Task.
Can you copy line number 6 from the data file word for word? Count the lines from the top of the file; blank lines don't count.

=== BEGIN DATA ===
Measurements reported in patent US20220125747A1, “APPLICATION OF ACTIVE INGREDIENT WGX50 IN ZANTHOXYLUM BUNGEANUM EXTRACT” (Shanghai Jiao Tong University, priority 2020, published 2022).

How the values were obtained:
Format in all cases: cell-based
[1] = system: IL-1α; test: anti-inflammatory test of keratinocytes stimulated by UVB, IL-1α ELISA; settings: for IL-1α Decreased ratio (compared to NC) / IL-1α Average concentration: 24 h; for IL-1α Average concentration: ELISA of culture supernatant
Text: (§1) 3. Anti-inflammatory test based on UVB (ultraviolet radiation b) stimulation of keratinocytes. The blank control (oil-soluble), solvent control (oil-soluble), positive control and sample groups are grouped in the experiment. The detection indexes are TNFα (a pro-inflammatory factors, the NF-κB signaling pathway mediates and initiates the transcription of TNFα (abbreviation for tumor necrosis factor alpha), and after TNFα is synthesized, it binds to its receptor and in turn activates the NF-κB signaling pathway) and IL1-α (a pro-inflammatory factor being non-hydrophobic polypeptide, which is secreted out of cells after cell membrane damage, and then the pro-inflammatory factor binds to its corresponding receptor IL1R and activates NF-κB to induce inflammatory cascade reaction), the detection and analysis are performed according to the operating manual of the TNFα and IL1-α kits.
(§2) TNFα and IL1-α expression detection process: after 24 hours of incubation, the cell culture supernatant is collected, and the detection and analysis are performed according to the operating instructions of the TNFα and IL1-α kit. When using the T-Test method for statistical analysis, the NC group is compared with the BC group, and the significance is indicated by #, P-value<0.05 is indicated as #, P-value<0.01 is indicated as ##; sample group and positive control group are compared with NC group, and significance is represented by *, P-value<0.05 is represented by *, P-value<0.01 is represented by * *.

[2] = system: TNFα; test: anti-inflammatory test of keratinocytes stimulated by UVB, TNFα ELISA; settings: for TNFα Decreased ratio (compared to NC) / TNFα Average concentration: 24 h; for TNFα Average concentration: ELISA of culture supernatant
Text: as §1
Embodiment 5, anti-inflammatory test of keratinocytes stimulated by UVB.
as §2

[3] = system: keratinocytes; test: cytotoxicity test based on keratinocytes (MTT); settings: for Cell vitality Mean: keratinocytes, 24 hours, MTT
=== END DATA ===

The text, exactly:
(§2) TNFα and IL1-α expression detection process: after 24 hours of incubation, the cell culture supernatant is collected, and the detection and analysis are performed according to the operating instructions of the TNFα and IL1-α kit. When using the T-Test method for statistical analysis, the NC group is compared with the BC group, and the significance is indicated by #, P-value<0.05 is indicated as #, P-value<0.01 is indicated as ##; sample group and positive control group are compared with NC group, and significance is represented by *, P-value<0.05 is represented by *, P-value<0.01 is represented by * *.